At 70 years of age, director George A. Romero has furiously worked the zombie genre down to a nub; his lauded achievement with the undead has allowed him such luxuries as a political platform, a steady source of income, and prime position in the film geek hall of fame. His legend firmly established, the bitter truth is that the "Dead" pictures are exceptionally inconsistent, despite commendable attempts to reshape the formula throughout the decades. "Survival of the Dead" is Romero's sixth adventure with the brain-gobblers, and while more grounded than the misfire of 2008's "Diary of the Dead," the new picture reflects a filmmaker fully depleted of ideas, keeping the money train alive while clearly bereft of zombie direction.
The zombie outbreak is still tearing through America, with Sarge (Alan Van Sprang) and his soldiers crossing the countryside looking for a safe haven. Finding an online invitation to the remote Plum Island, Sarge and his squad head off to locate O'Flynn (Kenneth Welsh), a crusty Irishmen who's looking to return to the secluded land to exact revenge on crustier Irishman, Muldoon (Richard Fitzpatrick). Fighting over the future of the island, Sarge and company are put in the middle of a longstanding feud, with O'Flynn looking to slaughter all the zombies to preserve what's left of the population, while Muldoon seeks to keep the dead alive, hoping for some sign of life.
Unlike the previous "Dead" pictures, "Survival" is something of a semi-sequel to "Diary," establishing continuance through Sarge and his roving band of National Guard recruits. For a film series that's been habitually shy of establishing timelines, the newfound concern with sequelizing opens a few intriguing opportunities that Romero doesn't do anything with, perhaps only keeping a connection to the cut-rate "Diary" to further cover his painfully low budget and limited locations.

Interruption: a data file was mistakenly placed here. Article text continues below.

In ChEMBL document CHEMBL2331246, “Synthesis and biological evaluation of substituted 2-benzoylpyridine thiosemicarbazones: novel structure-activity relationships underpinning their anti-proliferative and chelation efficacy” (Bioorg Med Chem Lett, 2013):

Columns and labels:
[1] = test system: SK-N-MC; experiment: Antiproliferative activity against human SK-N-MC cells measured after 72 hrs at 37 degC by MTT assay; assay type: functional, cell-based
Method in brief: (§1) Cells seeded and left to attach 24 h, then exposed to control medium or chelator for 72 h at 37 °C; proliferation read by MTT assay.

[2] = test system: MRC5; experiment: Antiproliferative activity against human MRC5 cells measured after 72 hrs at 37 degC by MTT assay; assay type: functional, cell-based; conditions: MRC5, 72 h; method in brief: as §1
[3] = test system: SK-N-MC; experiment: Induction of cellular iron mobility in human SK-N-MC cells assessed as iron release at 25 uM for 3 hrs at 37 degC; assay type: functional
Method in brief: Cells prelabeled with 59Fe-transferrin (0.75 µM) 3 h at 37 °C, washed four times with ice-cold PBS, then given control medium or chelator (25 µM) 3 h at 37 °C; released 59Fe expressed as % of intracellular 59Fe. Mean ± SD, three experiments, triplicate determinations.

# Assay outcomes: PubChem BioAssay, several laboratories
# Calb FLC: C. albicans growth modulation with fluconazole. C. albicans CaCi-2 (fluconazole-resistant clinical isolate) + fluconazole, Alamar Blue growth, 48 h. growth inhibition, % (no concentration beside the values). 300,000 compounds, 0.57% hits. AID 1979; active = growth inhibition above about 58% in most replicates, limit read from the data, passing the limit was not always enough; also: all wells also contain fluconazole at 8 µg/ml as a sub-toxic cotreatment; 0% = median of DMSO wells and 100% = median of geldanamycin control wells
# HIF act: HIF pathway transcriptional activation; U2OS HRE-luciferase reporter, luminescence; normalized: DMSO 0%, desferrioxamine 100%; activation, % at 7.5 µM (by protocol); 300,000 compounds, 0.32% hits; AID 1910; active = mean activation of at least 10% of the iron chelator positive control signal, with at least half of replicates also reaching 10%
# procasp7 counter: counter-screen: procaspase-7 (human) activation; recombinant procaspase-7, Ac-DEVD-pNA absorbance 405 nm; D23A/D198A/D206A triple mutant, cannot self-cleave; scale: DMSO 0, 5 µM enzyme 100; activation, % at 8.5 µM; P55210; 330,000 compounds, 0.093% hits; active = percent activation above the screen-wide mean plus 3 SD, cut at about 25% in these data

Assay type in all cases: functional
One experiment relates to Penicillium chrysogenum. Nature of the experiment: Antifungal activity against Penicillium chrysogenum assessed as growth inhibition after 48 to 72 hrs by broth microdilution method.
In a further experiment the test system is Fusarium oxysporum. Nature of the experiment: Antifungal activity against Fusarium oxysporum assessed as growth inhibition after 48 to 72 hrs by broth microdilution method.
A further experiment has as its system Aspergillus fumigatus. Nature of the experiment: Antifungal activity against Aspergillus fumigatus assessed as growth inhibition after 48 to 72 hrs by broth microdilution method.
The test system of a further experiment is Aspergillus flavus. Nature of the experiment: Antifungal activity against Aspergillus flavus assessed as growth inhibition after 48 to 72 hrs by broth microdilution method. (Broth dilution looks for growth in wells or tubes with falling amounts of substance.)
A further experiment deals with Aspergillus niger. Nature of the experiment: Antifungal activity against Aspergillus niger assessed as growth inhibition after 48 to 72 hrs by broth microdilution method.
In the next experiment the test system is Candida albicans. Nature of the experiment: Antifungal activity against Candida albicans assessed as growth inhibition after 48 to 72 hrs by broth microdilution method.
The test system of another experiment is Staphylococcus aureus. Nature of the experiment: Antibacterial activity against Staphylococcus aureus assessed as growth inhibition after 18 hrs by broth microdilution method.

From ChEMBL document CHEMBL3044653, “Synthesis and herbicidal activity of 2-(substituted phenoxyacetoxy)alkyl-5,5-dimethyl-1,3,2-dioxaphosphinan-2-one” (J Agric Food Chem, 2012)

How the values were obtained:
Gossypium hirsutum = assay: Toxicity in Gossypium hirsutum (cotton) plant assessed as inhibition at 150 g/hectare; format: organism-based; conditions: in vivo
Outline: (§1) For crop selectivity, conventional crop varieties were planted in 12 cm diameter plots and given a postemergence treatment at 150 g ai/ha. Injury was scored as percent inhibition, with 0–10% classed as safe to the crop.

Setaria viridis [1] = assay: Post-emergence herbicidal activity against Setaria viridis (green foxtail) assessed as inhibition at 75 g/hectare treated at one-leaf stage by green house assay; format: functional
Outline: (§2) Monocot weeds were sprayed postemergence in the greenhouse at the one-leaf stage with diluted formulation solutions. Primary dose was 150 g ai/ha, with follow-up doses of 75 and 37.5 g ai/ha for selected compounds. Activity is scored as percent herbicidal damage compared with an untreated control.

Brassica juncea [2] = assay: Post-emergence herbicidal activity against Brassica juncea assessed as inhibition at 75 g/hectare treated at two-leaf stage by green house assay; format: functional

"Diary" was more experimental in design, attempting to communicate the zombie outbreak with POV footage, allowing Romero to comment on the idea of media ubiquity while still thrashing the undead. "Survival" returns everything back to solid dramatic ground, with the battle for the living contorted into a western of sorts, with a brassy Irish blood feud drawing a line in the sand between those with zombieland certainty and those with hope.
Again, Romero is a capable storyteller with plenty of impish life left in him, but his direction of "Survival" is wooden and lifeless, while his screenwriting is hysterically clumsy, highlighting distractingly awful dialogue and frail characterizations. Romero appears to orbiting another planet with this script at times -- Athena Karkanis appears as Guardsman Tomboy, a character introduced to the film openly masturbating in a jeep while her squad contemplates their next move. Romero established himself long ago as a filmmaker incapable of clear decision-making skills, but "Survival" rings of senility, or perhaps just boredom. Frankly, I feel the same way.
Turning the zombie apocalypse into an Irish jig should've opened the screenplay up for serious lunacy, yet "Survival" seems pooped, reluctant to have fun with itself. Even the gore sequences are muted, with CGI replacing the realism (and expense) of practical effects. Some of the action sequences stand out and the make-up retains a few wonderfully graphic moments, but the artificiality is deflating, taking the red, juicy joy out of the genre's enthusiasm. And this being a film seemingly financed only by hopes and dreams, the computer effects are on the slapdash side, squashing the suspense.
I suppose "Survival" has something to say about the state of the world, but Romero's infamous social subtext is buried miles beneath layers of dreadful acting and ridiculous plotting. The director has worked over zombies since 1968, but the energy clearly isn't there anymore. "Survival of the Dead" is graceless and shoddy, making zombie killing, the sport of kings and nerds, actually difficult to sit through.